The past decade has seen a renewed interest in moral psychology. A unique feature of the present endeavor is its unprecedented interdisciplinarity. For the first time, cognitive, social, and developmental psychologists, neuroscientists, experimental philosophers, evolutionary biologists, and anthropologists collaborate to study the same or overlapping phenomena. This review focuses on moral judgments and is written from the perspective of cognitive psychologists interested in theories of the cognitive and affective processes underlying judgments in moral domains. The review will first present and (...) discuss a variety of different theoretical and empirical approaches, including both behavioral and neuroscientific studies. We will then show how these theories can be applied to a selected number of specific research topics that have attracted particular interest in recent years, including the distinction between moral and conventional rules, moral dilemmas, the role of intention, and sacred/protected values. One overarching question we will address throughout the chapter is whether moral cognitions are distinct and special, or whether they can be subsumed under more domain-general mechanisms. (shrink)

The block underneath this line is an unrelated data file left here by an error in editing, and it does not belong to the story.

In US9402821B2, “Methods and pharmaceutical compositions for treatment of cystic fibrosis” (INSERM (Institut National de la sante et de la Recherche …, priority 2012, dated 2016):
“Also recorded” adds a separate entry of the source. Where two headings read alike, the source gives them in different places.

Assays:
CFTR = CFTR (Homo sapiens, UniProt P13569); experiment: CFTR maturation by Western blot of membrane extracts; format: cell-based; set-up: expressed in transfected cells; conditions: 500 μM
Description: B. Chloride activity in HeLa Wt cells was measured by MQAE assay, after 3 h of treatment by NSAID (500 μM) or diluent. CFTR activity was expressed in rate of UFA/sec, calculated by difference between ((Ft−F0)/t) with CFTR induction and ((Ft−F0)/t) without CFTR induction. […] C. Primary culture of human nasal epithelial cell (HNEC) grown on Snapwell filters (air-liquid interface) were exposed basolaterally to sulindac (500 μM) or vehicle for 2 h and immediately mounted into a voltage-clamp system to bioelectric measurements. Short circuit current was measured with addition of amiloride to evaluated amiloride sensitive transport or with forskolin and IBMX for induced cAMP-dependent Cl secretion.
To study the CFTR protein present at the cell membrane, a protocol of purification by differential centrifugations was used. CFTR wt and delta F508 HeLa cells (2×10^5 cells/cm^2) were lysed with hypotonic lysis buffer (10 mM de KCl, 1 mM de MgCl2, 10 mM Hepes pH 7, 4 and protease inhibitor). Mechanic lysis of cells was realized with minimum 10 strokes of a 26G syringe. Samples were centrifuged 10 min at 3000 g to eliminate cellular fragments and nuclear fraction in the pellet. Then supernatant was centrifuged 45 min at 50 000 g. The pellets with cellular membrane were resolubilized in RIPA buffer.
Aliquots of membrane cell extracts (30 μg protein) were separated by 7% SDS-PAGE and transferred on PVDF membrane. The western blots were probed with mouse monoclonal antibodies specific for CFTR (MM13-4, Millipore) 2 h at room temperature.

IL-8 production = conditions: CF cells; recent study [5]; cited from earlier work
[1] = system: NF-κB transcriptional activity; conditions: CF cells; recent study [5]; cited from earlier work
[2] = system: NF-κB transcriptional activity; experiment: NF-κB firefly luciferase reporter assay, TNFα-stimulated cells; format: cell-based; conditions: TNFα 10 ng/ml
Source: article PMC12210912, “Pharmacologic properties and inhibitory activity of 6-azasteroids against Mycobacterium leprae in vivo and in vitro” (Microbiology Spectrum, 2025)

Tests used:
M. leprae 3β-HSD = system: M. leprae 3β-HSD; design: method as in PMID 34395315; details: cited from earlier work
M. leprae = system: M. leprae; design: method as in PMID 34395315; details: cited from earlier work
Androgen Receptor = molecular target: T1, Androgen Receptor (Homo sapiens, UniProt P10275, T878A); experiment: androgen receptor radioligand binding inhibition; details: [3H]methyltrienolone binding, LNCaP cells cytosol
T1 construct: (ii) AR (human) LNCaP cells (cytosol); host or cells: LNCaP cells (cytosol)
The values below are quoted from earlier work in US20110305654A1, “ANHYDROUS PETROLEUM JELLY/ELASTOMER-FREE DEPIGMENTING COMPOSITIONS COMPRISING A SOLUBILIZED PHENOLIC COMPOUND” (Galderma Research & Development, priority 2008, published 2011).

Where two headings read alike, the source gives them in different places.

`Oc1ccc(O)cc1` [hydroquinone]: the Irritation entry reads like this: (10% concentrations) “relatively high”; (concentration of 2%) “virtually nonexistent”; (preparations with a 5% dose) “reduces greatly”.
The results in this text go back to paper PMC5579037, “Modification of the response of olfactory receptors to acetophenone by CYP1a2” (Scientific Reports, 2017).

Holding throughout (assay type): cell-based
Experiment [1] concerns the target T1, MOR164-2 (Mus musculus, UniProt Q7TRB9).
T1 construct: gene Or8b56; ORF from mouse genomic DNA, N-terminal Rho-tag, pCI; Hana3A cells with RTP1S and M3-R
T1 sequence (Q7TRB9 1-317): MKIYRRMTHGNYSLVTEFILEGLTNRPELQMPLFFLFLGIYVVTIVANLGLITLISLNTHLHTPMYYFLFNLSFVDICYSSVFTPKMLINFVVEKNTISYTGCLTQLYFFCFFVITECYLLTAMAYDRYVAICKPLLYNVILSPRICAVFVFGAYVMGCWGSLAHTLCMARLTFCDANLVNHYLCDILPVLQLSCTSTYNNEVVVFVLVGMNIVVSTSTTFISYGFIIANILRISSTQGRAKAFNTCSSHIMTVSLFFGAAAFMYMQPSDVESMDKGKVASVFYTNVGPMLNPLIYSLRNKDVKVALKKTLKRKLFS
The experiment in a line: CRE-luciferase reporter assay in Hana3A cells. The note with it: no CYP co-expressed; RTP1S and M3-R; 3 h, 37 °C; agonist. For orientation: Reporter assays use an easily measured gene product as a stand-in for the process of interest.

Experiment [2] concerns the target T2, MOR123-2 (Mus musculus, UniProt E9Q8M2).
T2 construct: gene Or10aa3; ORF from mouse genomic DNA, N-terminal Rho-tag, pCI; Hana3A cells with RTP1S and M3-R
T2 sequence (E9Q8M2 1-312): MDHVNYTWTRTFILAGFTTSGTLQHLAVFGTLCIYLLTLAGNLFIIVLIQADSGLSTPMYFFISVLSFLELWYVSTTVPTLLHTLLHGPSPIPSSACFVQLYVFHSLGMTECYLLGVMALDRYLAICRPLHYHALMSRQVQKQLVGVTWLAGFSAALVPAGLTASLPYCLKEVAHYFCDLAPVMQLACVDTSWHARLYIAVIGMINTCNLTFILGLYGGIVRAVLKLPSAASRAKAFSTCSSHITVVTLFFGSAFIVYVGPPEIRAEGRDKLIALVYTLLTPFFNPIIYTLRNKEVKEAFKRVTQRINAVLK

Causal queries about singular cases, which inquire whether specific events were causally connected, are prevalent in daily life and important in professional disciplines such as the law, medicine, or engineering. Because causal links cannot be directly observed, singular causation judgments require an assessment of whether a co‐occurrence of two events c and e was causal or simply coincidental. How can this decision be made? Building on previous work by Cheng and Novick (2005) and Stephan and Waldmann (2018), we propose a (...) computational model that combines information about the causal strengths of the potential causes with information about their temporal relations to derive answers to singular causation queries. The relative causal strengths of the potential cause factors are relevant because weak causes are more likely to fail to generate effects than strong causes. But even a strong cause factor does not necessarily need to be causal in a singular case because it could have been preempted by an alternative cause. We here show how information about causal strength and about two different temporal parameters, the potential causes' onset times and their causal latencies, can be formalized and integrated into a computational account of singular causation. Four experiments are presented in which we tested the validity of the model. The results showed that people integrate the different types of information as predicted by the new model. (shrink)